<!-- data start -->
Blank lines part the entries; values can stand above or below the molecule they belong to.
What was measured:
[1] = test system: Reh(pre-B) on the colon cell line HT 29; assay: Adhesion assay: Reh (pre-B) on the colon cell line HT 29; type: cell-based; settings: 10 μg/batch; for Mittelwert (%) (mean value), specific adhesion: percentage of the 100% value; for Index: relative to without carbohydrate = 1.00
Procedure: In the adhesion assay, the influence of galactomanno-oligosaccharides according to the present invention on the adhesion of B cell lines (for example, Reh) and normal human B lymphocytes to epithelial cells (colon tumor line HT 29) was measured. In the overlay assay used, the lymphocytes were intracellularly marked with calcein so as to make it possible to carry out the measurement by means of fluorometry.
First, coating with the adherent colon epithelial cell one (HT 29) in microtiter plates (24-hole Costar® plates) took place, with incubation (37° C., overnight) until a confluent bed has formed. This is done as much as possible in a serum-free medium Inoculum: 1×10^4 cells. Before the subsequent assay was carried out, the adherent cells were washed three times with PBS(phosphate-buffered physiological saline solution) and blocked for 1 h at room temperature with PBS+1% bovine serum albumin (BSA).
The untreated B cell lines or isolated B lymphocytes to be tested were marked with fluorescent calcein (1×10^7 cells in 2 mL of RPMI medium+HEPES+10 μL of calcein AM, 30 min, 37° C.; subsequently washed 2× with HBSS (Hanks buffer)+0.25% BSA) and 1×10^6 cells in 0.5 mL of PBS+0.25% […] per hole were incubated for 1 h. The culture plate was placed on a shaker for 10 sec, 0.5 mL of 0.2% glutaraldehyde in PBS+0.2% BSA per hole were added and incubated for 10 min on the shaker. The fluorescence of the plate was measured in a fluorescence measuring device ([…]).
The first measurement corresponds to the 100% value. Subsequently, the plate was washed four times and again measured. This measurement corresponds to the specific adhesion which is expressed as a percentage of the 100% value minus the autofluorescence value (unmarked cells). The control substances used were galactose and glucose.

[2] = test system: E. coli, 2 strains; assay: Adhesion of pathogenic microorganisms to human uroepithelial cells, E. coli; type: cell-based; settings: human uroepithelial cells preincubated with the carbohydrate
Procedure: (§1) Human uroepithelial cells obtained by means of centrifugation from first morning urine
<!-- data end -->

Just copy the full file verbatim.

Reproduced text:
Blank lines part the entries; values can stand above or below the molecule they belong to.
What was measured:
[1] = test system: Reh(pre-B) on the colon cell line HT 29; assay: Adhesion assay: Reh (pre-B) on the colon cell line HT 29; type: cell-based; settings: 10 μg/batch; for Mittelwert (%) (mean value), specific adhesion: percentage of the 100% value; for Index: relative to without carbohydrate = 1.00
Procedure: In the adhesion assay, the influence of galactomanno-oligosaccharides according to the present invention on the adhesion of B cell lines (for example, Reh) and normal human B lymphocytes to epithelial cells (colon tumor line HT 29) was measured. In the overlay assay used, the lymphocytes were intracellularly marked with calcein so as to make it possible to carry out the measurement by means of fluorometry.
First, coating with the adherent colon epithelial cell one (HT 29) in microtiter plates (24-hole Costar® plates) took place, with incubation (37° C., overnight) until a confluent bed has formed. This is done as much as possible in a serum-free medium Inoculum: 1×10^4 cells. Before the subsequent assay was carried out, the adherent cells were washed three times with PBS(phosphate-buffered physiological saline solution) and blocked for 1 h at room temperature with PBS+1% bovine serum albumin (BSA).
The untreated B cell lines or isolated B lymphocytes to be tested were marked with fluorescent calcein (1×10^7 cells in 2 mL of RPMI medium+HEPES+10 μL of calcein AM, 30 min, 37° C.; subsequently washed 2× with HBSS (Hanks buffer)+0.25% BSA) and 1×10^6 cells in 0.5 mL of PBS+0.25% […] per hole were incubated for 1 h. The culture plate was placed on a shaker for 10 sec, 0.5 mL of 0.2% glutaraldehyde in PBS+0.2% BSA per hole were added and incubated for 10 min on the shaker. The fluorescence of the plate was measured in a fluorescence measuring device ([…]).
The first measurement corresponds to the 100% value. Subsequently, the plate was washed four times and again measured. This measurement corresponds to the specific adhesion which is expressed as a percentage of the 100% value minus the autofluorescence value (unmarked cells). The control substances used were galactose and glucose.

[2] = test system: E. coli, 2 strains; assay: Adhesion of pathogenic microorganisms to human uroepithelial cells, E. coli; type: cell-based; settings: human uroepithelial cells preincubated with the carbohydrate
Procedure: (§1) Human uroepithelial cells obtained by means of centrifugation from first morning urine